Wednesday, 2 March 2011


Next stop on my recent trip was Oxford. I had arranged to go and see a set of tapestries at St Catherine's College, with my parents in tow. They were designed by Tom Philips and woven by Dovecot in 1979-1980. There are six tapestries in total, featuring Latin quotations and emblematic depictions of wheels, references to the way in which St Catherine was martyred. The tapestries were commissioned for the dining hall in which they are situated. As with the tapestries I saw in Coventry, these are site specific. As well as being decorative, they perform an acoustic function in a room which has bare brick walls.
St Catherine's College, Oxford
I am always drawn to works of art featuring text, no matter what the medium. Perhaps this has intensified since meeting my partner, a graphic designer with a special interest in fonts. The style of lettering in the tapestries is immensely complex: different coloured letters overlapping each other.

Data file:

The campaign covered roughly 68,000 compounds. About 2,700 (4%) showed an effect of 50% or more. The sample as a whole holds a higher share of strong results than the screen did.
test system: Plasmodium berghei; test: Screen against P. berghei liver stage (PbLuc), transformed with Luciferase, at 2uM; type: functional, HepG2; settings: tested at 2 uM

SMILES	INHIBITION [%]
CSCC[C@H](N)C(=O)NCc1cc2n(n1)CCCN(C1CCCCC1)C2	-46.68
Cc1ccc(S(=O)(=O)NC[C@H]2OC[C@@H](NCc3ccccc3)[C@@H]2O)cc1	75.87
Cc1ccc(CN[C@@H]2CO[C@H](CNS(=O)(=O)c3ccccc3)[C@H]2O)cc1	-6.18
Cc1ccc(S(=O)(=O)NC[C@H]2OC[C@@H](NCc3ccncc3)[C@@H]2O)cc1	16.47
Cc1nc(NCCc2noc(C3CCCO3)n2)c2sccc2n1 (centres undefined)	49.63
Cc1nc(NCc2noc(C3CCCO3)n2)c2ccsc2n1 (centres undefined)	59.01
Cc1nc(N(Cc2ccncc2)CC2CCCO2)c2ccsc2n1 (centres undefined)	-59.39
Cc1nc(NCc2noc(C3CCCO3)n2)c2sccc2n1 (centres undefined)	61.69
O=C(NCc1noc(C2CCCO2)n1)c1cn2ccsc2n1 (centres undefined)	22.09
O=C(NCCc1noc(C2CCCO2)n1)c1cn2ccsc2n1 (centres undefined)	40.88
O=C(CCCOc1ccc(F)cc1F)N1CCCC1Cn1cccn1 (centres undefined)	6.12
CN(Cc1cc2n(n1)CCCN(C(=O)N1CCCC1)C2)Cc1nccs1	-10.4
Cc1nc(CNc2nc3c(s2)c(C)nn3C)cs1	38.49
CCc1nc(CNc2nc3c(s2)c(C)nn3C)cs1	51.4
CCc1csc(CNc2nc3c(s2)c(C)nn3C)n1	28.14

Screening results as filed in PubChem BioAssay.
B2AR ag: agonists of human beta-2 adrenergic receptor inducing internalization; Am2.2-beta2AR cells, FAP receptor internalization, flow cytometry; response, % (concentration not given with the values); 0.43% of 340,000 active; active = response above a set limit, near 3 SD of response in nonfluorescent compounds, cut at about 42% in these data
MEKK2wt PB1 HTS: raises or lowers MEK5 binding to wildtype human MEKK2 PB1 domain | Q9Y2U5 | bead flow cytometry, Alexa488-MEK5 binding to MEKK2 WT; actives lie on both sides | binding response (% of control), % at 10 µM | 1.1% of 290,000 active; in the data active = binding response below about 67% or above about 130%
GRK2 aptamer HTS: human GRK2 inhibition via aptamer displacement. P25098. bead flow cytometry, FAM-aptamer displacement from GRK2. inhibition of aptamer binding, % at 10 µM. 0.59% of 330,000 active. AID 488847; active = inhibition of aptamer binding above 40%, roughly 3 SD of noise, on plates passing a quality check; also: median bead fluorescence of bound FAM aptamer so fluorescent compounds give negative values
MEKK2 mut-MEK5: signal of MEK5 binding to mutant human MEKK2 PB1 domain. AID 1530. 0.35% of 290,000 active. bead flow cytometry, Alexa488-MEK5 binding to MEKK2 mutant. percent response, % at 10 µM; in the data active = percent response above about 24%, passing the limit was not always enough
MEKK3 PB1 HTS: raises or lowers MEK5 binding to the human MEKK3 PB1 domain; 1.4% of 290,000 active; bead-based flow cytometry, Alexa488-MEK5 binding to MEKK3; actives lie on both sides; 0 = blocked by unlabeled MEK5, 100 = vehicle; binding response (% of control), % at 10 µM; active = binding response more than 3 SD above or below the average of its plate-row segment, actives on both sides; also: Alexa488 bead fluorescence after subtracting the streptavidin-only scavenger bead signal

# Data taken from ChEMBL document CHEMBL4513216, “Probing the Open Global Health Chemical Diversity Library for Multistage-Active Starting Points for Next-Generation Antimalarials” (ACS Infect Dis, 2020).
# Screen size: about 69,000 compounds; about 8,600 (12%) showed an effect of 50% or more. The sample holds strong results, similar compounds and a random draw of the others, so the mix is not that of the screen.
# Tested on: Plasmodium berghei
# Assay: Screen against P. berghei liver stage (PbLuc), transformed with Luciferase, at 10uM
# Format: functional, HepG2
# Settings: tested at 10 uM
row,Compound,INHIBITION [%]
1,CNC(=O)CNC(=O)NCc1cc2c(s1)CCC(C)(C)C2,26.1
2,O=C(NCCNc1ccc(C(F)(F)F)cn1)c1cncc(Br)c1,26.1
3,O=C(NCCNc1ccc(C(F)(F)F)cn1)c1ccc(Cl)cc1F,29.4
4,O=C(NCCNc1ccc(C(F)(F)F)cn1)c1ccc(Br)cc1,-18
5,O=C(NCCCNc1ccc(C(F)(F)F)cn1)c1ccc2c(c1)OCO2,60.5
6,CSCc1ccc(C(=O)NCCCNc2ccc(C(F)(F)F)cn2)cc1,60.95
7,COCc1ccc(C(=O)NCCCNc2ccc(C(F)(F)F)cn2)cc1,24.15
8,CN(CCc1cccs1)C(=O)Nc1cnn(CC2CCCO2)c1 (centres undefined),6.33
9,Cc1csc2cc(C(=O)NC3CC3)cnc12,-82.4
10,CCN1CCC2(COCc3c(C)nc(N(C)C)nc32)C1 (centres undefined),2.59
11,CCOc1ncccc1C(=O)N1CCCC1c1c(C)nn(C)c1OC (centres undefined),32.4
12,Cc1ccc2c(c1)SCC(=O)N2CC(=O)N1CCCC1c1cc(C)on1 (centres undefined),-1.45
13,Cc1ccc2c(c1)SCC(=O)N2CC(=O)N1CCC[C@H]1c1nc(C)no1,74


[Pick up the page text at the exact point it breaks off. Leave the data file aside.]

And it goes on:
We also had a look around the newly renovated Ashmolean Museum. The newly designed galleries are beautiful, although some cases are so crammed with items it is difficult to take it all in. The world-wide collection of textiles was fascinating and it was lovely to see so many textiles on display in one institution. I was particularly attracted to a tapestry fragment from Egypt, AD 600-700.

Tapestry Fragment, Egypt, Akhmim, AD 600-700

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